Before we eat, we wash our hands. You can use soap and water (for at least 20 seconds). Or you can use a cup to pour water over your hands. Feel the water splash on your hands and notice the temperature. As you dry your hands, say the blessing.
בָּרוּךְ אַתָּה ה׳ אֱלֹהֵינוּ מֶלֶךְ הָעוֹלָם אֲשֶׁר קִדְּשָׁנוּ בְּמִצְוֹתָיו וְצִוָּנוּ עַל נְטִילַת יָדַיִם
Baruch ata Adonai, Eloheinu Melech ha-olam, asher kidshanu b’mitzvotav vitzivanu al n’tilat yadayim.
Blessed are You, Adonai our God, Ruler of the universe, whose mitzvot add holiness to our lives and who has given us the mitzvah of washing hands.
Take the cover off your challah (or any kind of bread) and hold it up, like Simba over Pride Rock as you say the blessing together.
בָּרוּך אַתָּה ה׳ אֱלֹהֵינוּ מֶלֶך הָעוֹלָם הָמוֹצִיא לֶחֶם מִן הַאָרֶץ
Baruch ata Adonai, Eloheinu Melech ha-olam, hamotzi lechem min ha’aretz.
Blessed are You, Adonai our God, Ruler of the universe, who brings forth bread from the earth.
Take a deep breath. Think about where you were last Friday night. Where were you? How did you spend the evening?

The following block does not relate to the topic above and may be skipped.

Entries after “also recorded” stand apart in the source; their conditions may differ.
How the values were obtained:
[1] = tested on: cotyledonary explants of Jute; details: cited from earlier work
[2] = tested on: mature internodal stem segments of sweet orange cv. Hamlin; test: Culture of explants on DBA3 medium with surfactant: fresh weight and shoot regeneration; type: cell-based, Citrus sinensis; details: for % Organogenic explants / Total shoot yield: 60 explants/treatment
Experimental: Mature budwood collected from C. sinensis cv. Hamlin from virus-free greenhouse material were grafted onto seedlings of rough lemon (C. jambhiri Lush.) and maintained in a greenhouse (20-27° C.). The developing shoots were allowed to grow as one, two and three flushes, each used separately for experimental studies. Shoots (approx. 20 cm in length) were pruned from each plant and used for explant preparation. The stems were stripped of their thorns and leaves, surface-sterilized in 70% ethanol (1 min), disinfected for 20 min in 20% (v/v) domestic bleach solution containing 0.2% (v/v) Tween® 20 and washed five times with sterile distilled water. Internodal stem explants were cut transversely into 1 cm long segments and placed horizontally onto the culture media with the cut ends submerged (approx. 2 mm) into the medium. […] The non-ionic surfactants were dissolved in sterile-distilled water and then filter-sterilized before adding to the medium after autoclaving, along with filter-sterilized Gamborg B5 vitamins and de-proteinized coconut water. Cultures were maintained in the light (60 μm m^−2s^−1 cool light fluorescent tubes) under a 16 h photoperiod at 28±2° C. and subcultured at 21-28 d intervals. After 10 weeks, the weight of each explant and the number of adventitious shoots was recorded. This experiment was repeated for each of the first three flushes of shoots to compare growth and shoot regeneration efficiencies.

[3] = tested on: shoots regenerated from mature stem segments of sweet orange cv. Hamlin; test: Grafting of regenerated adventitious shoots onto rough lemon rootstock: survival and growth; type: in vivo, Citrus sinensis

Now, follow the thread from Friday into Saturday, Sunday and through each day of the week. What was something that made you smile? What challenged you? Did you eat something delicious? Did you quarrel with someone? Whatever happened, seal the week with another deep breath and get ready to sink into the comfort of Shabbat.
Here is a brief blessing, in Aramaic, to give thanks after your meal
בריך רחמנא מלכא דעלמא מריה דהאי פיתא
Brich rachamana malka d’alma marei d’hai pita.
We are blessed with compassion by you, Infinite One, who sustains us with bread.
Adapted from the Babylonian Talmud (Brachot 40b) by OneTable: https://issuu.com/onetableshabbat/docs/ultimate_shabbat_guide?e=33133766/60166643
May it be Your will, at this season of our election, to guide us towards peace.
By voting, we commit to being full members of society, to accepting our individual responsibility for the good of the whole. May we place over ourselves officials in all our gates…who will judge the people with righteousness (Deut 16:18), and may we all merit to be counted among those who work faithfully for the public good.